PG - Ryan Boatright - The Boat Show is a walking advertisement for the benefits of playing four years in school, as he has turned himself from an out-of-control scorer as a freshman to a savvy floor general as a senior. He is the head of the snake for UConn - he leads the team in points, assists and steals and they don't have much of an identity when he isn't on the floor. Generously listed at 6'0 175, Boatright has elite speed and he will likely try to press the Texas guards and speed up the tempo of the game.

SG - Rodney Purvis - A highly-sought after transfer from NC State, Purvis is still shaking off the rest after sitting out all of last season. You can see why he was a McDonald's All-American - at 6'4 205, he is a well-built combo guard with an NBA body who can play above the rim. If he can get comfortable in Ollie's system and expand his game as a shooter, playmaker and defensive player, he raises this team's ceiling. For now, you don't want to let him get a few easy baskets in transition early and build his confidence.

SF - Daniel Hamilton - The younger brother of former Texas great Jordan Hamilton, Daniel is a little farther along than his older brother at the same point in his career. He shoots a lot, but he isn't shooting every single time he touches the ball either. At 6'7 190, he's a long and athletic wing with a fairly complete offensive game, who can shoot, dribble and create for others. He still makes a lot of freshman mistakes, but he's a very talented player who has a chance to have a much better NBA career than Jordan.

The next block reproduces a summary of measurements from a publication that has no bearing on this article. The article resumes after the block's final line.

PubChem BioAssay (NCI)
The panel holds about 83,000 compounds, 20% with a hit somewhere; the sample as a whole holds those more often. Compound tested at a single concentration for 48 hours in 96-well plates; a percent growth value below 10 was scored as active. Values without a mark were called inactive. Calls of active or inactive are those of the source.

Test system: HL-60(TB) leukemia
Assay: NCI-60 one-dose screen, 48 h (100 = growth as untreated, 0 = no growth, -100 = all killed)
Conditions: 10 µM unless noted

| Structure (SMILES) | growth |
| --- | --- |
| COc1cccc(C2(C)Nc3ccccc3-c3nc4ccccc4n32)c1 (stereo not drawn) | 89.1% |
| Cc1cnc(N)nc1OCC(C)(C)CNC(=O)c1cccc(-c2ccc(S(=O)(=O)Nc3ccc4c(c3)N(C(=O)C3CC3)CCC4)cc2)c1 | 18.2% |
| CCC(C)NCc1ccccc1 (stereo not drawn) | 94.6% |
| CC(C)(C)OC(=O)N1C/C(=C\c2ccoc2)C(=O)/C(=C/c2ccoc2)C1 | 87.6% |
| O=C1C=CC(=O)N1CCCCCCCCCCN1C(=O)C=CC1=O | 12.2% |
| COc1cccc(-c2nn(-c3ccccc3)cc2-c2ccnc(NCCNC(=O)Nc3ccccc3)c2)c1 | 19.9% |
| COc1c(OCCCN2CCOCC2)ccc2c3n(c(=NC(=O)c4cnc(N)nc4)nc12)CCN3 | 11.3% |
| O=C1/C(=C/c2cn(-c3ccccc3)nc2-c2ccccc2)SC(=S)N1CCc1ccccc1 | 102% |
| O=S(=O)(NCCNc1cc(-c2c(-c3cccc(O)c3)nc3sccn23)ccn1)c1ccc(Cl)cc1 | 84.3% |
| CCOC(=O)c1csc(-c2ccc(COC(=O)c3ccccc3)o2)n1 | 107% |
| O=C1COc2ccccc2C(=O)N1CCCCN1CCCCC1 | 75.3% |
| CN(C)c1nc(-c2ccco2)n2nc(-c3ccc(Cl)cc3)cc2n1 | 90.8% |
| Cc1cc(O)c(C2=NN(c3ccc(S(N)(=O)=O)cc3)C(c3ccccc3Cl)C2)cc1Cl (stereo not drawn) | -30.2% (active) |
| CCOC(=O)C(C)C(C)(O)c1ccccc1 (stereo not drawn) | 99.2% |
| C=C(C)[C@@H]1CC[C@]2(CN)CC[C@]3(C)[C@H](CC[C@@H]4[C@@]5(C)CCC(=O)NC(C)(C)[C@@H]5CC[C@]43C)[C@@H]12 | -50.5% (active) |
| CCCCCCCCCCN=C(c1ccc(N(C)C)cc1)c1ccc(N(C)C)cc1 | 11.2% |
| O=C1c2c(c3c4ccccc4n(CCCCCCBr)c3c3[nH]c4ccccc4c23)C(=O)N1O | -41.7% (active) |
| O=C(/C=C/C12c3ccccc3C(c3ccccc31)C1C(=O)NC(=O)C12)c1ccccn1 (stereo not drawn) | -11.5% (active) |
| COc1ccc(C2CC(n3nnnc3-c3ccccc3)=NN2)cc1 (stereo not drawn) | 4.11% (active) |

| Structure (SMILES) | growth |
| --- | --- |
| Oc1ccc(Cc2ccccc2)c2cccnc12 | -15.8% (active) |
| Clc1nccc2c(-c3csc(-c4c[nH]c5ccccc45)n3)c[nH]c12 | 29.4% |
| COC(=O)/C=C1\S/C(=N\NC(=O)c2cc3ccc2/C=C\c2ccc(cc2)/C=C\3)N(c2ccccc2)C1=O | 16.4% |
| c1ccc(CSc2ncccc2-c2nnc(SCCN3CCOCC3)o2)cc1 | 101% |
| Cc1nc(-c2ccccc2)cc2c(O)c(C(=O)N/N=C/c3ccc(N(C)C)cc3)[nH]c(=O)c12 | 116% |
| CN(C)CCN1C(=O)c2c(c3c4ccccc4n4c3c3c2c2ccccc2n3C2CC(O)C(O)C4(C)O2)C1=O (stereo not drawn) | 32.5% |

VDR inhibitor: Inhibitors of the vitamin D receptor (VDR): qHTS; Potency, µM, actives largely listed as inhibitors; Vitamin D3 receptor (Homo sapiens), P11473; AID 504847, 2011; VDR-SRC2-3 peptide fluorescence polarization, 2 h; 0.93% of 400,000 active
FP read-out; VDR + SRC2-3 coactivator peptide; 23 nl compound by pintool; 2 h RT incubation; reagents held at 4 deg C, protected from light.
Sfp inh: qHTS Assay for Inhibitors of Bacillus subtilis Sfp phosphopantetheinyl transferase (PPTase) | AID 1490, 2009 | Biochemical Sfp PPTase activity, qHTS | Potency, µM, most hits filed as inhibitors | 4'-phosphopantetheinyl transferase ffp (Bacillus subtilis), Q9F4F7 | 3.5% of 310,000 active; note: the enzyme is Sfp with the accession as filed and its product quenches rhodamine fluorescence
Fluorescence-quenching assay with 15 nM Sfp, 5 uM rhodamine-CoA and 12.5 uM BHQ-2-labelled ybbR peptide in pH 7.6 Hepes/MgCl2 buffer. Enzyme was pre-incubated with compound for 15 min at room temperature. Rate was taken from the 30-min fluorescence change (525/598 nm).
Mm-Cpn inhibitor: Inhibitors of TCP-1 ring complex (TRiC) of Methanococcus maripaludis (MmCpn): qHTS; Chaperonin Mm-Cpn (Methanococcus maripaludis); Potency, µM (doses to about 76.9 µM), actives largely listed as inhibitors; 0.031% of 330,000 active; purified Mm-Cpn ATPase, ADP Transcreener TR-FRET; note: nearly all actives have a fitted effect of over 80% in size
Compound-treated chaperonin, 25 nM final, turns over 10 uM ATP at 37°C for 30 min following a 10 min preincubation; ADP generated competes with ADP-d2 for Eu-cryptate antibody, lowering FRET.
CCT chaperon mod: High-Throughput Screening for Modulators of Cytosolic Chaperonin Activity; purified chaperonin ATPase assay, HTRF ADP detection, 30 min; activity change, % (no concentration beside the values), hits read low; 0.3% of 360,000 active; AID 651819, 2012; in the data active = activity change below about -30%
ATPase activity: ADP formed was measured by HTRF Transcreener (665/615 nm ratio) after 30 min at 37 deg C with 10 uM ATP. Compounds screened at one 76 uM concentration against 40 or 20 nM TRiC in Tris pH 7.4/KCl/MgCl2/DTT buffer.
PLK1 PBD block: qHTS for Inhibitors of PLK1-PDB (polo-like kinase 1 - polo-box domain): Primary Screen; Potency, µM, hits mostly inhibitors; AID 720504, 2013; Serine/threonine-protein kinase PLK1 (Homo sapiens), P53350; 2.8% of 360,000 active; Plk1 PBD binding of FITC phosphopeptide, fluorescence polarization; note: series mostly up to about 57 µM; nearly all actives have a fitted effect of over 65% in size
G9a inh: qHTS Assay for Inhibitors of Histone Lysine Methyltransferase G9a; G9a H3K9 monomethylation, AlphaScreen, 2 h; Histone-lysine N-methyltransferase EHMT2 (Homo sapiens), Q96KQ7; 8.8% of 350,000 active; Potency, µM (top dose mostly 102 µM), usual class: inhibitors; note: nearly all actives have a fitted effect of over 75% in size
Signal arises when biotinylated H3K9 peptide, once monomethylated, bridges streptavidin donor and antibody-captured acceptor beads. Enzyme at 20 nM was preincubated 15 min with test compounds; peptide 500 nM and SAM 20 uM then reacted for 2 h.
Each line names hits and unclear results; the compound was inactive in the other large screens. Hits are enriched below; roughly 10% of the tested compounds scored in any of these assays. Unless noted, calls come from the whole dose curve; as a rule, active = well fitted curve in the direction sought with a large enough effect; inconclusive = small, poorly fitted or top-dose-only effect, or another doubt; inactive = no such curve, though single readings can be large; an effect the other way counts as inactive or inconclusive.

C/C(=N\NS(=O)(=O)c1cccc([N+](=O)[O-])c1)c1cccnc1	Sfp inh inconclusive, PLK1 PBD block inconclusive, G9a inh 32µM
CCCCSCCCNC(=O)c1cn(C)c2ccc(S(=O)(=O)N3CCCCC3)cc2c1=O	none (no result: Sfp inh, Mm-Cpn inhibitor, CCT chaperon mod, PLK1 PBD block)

* There is also another Hamilton - Isaac, a 6'4 sophomore at UCLA. You always want to maintain a positive relationship with your players in the NBA, especially when they have multiple younger brothers coming up behind them!

PF - Kentan Facey - A 6'9 210 sophomore forward who runs the floor, blocks shots and fights on the boards. He's not a guy you have to worry about on offense. UConn prefers to go small with a more offensive-minded player at the PF - if they can survive defensively while playing four perimeter players, they will have a much better chance at swinging the upset.

C - Amidah Brimah - There's a lot of Prince Ibeh in Brimah's game. At 7'0 230, the sophomore is a very long and very athletic shot-blocker whose best offense is catching the ball and dunking it. His emergence as an interior defender was one of the keys to UConn's championship last season and he should provide an interesting challenge for the Texas big men. He averages 5 blocks and 4.2 personal fouls per-40 minutes of playing time, so the idea should be to get into his chest, use some pump fakes and get him off the floor.